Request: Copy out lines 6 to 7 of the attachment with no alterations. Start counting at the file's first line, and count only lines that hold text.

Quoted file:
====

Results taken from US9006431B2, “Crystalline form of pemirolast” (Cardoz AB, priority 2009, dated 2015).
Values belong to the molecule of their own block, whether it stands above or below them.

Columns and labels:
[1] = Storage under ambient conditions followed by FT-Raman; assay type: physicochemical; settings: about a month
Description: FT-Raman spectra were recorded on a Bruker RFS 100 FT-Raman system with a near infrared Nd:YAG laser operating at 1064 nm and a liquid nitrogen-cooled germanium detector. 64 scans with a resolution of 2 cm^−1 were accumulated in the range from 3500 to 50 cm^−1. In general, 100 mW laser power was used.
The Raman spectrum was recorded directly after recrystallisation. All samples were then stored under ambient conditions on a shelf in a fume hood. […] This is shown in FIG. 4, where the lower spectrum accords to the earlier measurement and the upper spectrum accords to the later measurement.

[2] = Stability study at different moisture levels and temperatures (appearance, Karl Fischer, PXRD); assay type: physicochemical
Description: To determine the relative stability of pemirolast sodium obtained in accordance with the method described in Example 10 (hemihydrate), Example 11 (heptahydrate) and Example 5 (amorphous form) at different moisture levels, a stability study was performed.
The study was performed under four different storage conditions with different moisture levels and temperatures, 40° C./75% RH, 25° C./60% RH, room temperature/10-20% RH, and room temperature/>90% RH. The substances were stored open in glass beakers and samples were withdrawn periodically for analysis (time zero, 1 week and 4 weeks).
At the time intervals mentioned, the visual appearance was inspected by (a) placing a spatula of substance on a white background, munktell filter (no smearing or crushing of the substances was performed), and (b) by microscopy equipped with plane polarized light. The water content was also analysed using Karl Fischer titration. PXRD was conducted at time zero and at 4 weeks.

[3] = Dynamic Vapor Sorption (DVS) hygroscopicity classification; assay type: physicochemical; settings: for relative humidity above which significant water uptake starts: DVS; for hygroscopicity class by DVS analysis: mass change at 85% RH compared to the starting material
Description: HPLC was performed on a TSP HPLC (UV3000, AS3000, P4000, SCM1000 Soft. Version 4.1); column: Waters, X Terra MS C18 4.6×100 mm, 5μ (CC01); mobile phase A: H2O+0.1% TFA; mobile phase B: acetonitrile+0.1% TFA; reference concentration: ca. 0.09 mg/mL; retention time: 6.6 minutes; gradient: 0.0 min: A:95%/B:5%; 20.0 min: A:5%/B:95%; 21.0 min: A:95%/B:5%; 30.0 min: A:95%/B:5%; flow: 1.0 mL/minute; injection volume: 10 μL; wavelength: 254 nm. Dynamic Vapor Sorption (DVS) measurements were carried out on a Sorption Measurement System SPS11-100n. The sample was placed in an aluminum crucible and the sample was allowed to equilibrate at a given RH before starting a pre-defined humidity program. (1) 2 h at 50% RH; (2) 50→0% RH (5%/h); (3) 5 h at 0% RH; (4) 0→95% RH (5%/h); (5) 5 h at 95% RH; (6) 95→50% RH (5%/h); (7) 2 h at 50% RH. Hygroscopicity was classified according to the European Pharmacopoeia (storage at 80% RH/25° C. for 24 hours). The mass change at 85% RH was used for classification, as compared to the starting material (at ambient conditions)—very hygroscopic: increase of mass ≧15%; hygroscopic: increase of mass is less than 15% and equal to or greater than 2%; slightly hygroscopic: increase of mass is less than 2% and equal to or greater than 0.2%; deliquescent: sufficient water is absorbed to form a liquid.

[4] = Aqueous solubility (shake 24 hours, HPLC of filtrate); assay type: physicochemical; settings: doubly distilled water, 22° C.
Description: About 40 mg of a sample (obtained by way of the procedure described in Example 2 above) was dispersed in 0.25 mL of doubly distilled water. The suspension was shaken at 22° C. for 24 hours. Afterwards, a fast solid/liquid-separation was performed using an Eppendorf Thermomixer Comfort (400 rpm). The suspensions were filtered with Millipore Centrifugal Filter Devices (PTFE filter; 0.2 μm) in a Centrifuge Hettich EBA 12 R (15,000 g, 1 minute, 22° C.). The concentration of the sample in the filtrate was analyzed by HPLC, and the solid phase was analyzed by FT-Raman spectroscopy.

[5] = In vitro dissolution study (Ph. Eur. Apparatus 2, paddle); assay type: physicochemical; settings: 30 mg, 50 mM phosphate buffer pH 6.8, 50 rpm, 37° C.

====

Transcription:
The Raman spectrum was recorded directly after recrystallisation. All samples were then stored under ambient conditions on a shelf in a fume hood. […] This is shown in FIG. 4, where the lower spectrum accords to the earlier measurement and the upper spectrum accords to the later measurement.

[2] = Stability study at different moisture levels and temperatures (appearance, Karl Fischer, PXRD); assay type: physicochemical